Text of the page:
Collecting a Swarm

What is a swarm? Swarming is the natural mode
of reproduction for a honey bee colony in spring.
Swarming is induced as bees increase their population
size and require more space. A swarm usually consists
of the old queen (sometimes a new one) and 50 to 60
percent of the worker bees in the swarming colony.
Workers preparing to swarm engorge themselves
on honey and force the old queen out of the hive.
Changing weather conditions from cool and rainy to
warm and sunny seem to stimulate the natural urge of
bees to swarm.

Bees on exposed comb.

Most swarms leave the colony in good weather
between 10 a.m. and 2 p.m., fly to a nearby tree or
bush and land on a limb. Immediately after landing
and for the next 24 to 36 hours, the bees are very
docile; they are interested in swarming, not in
defending their colony. Scout bees come out of the
cluster of the swarm and search the local area for
a protected location for the colony. The scout bees
communicate the information to the swarm and a
“decision” is made, whereupon the bees leave the
branch and proceed to their new location.
After arriving at the new location, or rarely if
the swarming bees have failed to find a location (see
photo at right), the bees start to build wax comb and the
queen lays eggs to start a new brood nest. After brood
production commences, the new colony will become
defensive of its new home.

Preparing for a “Swarm Call”
As a beekeeper you may be contacted by
neighbors, businesses and the county Extension office
as early as the month of March to go out and collect
a swarm. This request is a “swarm call.” Collecting
a swarm can be exciting, fun and a good way to start
a new colony with less expense. However, you must
be prepared to go and get the swarm at a moment’s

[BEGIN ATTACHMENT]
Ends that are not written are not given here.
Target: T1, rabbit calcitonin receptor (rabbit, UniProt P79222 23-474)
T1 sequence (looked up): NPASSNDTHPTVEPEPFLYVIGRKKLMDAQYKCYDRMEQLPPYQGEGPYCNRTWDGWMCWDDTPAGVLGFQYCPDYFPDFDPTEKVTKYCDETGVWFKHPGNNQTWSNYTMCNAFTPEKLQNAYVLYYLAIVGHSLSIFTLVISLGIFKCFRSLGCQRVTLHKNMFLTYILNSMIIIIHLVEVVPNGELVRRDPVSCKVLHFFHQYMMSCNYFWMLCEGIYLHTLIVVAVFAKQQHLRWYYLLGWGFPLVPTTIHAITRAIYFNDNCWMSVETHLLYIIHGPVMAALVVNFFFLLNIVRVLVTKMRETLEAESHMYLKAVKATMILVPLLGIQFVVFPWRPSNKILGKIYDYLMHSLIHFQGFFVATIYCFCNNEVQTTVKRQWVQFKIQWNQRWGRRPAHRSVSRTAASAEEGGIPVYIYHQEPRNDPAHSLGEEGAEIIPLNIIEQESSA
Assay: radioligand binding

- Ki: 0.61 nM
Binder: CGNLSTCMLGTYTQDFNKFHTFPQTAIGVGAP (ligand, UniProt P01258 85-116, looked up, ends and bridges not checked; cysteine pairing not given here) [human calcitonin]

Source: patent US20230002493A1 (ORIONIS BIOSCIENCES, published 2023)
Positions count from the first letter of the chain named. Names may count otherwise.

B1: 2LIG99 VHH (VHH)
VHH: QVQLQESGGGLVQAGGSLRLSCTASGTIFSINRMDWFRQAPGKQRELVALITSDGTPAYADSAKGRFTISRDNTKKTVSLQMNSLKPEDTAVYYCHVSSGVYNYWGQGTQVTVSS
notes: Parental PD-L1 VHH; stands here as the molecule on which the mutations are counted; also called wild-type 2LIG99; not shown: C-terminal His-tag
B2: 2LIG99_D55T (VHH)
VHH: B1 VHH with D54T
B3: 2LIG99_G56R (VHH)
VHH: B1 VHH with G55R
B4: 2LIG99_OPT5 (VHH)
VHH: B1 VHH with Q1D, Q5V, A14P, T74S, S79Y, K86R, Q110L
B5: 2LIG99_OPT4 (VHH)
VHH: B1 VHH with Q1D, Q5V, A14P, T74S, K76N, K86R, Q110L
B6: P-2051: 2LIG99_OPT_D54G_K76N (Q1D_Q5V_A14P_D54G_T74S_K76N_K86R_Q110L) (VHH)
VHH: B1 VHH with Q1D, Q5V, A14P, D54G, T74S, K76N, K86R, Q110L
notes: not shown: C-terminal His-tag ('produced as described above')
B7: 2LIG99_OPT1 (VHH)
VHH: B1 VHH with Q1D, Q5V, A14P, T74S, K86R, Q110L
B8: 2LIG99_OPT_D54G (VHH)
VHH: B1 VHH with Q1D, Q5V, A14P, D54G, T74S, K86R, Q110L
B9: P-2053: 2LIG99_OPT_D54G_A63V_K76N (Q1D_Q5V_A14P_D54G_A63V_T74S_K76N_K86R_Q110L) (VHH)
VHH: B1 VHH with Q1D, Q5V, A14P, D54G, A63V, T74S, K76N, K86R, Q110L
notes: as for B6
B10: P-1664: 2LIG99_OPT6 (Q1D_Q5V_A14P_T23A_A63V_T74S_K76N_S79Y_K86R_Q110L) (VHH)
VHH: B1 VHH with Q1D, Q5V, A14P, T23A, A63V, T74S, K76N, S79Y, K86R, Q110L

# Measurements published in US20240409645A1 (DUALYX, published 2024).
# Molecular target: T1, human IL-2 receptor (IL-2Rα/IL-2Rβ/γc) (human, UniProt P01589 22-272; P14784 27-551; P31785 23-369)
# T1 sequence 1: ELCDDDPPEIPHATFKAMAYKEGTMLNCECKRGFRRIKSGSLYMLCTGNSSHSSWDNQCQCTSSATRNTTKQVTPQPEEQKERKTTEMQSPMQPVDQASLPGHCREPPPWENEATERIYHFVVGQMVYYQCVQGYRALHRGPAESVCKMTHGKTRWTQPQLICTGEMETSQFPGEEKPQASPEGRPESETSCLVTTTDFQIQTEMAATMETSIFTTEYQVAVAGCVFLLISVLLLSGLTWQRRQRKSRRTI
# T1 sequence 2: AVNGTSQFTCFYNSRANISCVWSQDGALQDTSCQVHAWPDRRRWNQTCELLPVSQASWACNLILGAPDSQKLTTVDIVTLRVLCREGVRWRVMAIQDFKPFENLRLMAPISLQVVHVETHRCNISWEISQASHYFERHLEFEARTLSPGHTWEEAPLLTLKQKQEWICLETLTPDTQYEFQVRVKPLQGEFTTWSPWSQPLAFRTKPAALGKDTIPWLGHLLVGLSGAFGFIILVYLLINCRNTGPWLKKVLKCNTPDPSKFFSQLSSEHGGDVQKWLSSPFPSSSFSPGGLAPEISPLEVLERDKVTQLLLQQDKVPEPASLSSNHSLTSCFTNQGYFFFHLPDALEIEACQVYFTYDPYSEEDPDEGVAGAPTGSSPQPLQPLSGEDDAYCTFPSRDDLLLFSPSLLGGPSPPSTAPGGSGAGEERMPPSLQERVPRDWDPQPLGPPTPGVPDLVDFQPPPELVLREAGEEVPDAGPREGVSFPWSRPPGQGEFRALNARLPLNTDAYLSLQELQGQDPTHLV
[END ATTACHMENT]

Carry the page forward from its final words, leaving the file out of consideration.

notice, because the swarm may depart quickly, not
“waiting” for you to get ready. You may want to
give your name and phone number to your county
Extension office so that your name can be put on a list
of beekeepers who are willing to retrieve swarms.

A swarm in a pine tree.

• Anticipate the call by finding a container to hold
the swarm (a cardboard box will do, but a hive body
with bottom and top works better); prepare sugar
syrup (1:1 sugar/water) in a squirt bottle; collect
smoker, fuel and matches, a strap to hold lid/top on
container, bee veil and a ladder.

• When the person calls announcing he or she needs
someone to retrieve a swarm, you should tell the
caller not to disturb the swarm or spray it with water,
soap or pesticide.

• The caller may be excited or even alarmed. Calm
the caller by explaining what is happening and that
swarming honey bees are not defensive or dangerous
unless disturbed.

• Explain that a swarm will usually move from the
original location within 24 to 48 hours; therefore, if
a beekeeper is not available to collect the bees from
a homeowner’s property, the bees will normally leave
without causing a problem.

• Ask questions to improve your chance of success in
collecting the swarm.
Questions to Ask about Swarms:

1. Are these really honey bees? Ask them what the
“cluster looks like.” You do not want yellowjackets